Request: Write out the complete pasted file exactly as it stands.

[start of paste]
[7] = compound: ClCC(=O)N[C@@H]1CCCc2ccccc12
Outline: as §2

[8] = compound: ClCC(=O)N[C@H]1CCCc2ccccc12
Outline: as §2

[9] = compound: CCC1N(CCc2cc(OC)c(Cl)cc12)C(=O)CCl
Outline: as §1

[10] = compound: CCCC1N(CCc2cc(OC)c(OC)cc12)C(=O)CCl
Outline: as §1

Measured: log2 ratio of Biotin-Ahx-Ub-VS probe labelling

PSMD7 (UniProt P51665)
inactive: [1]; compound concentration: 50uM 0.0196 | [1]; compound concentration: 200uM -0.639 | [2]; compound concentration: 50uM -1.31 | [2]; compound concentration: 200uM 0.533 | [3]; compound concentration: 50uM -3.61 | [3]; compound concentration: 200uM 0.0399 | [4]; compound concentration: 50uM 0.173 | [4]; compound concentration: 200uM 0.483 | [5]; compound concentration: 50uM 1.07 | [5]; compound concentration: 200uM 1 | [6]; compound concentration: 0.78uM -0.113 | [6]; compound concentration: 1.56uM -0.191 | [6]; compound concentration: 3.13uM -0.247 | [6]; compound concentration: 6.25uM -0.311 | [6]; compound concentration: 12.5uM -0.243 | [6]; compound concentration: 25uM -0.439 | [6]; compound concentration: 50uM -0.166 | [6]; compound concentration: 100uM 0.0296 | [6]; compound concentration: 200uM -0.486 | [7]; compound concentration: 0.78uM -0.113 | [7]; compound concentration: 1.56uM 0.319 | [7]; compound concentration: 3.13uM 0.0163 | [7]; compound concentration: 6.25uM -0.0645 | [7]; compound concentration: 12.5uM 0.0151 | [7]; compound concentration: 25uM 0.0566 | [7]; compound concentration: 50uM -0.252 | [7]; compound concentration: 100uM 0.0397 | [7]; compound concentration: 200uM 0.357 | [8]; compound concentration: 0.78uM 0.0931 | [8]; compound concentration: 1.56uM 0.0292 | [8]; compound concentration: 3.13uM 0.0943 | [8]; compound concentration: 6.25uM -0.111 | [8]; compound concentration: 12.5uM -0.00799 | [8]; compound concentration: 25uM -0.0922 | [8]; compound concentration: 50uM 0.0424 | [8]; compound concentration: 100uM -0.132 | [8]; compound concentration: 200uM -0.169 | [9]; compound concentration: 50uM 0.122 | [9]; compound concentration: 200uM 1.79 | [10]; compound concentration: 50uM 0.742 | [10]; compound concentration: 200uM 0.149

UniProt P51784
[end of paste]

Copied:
[7] = compound: ClCC(=O)N[C@@H]1CCCc2ccccc12
Outline: as §2

[8] = compound: ClCC(=O)N[C@H]1CCCc2ccccc12
Outline: as §2

[9] = compound: CCC1N(CCc2cc(OC)c(Cl)cc12)C(=O)CCl
Outline: as §1

[10] = compound: CCCC1N(CCc2cc(OC)c(OC)cc12)C(=O)CCl
Outline: as §1

Measured: log2 ratio of Biotin-Ahx-Ub-VS probe labelling

PSMD7 (UniProt P51665)
inactive: [1]; compound concentration: 50uM 0.0196 | [1]; compound concentration: 200uM -0.639 | [2]; compound concentration: 50uM -1.31 | [2]; compound concentration: 200uM 0.533 | [3]; compound concentration: 50uM -3.61 | [3]; compound concentration: 200uM 0.0399 | [4]; compound concentration: 50uM 0.173 | [4]; compound concentration: 200uM 0.483 | [5]; compound concentration: 50uM 1.07 | [5]; compound concentration: 200uM 1 | [6]; compound concentration: 0.78uM -0.113 | [6]; compound concentration: 1.56uM -0.191 | [6]; compound concentration: 3.13uM -0.247 | [6]; compound concentration: 6.25uM -0.311 | [6]; compound concentration: 12.5uM -0.243 | [6]; compound concentration: 25uM -0.439 | [6]; compound concentration: 50uM -0.166 | [6]; compound concentration: 100uM 0.0296 | [6]; compound concentration: 200uM -0.486 | [7]; compound concentration: 0.78uM -0.113 | [7]; compound concentration: 1.56uM 0.319 | [7]; compound concentration: 3.13uM 0.0163 | [7]; compound concentration: 6.25uM -0.0645 | [7]; compound concentration: 12.5uM 0.0151 | [7]; compound concentration: 25uM 0.0566 | [7]; compound concentration: 50uM -0.252 | [7]; compound concentration: 100uM 0.0397 | [7]; compound concentration: 200uM 0.357 | [8]; compound concentration: 0.78uM 0.0931 | [8]; compound concentration: 1.56uM 0.0292 | [8]; compound concentration: 3.13uM 0.0943 | [8]; compound concentration: 6.25uM -0.111 | [8]; compound concentration: 12.5uM -0.00799 | [8]; compound concentration: 25uM -0.0922 | [8]; compound concentration: 50uM 0.0424 | [8]; compound concentration: 100uM -0.132 | [8]; compound concentration: 200uM -0.169 | [9]; compound concentration: 50uM 0.122 | [9]; compound concentration: 200uM 1.79 | [10]; compound concentration: 50uM 0.742 | [10]; compound concentration: 200uM 0.149

UniProt P51784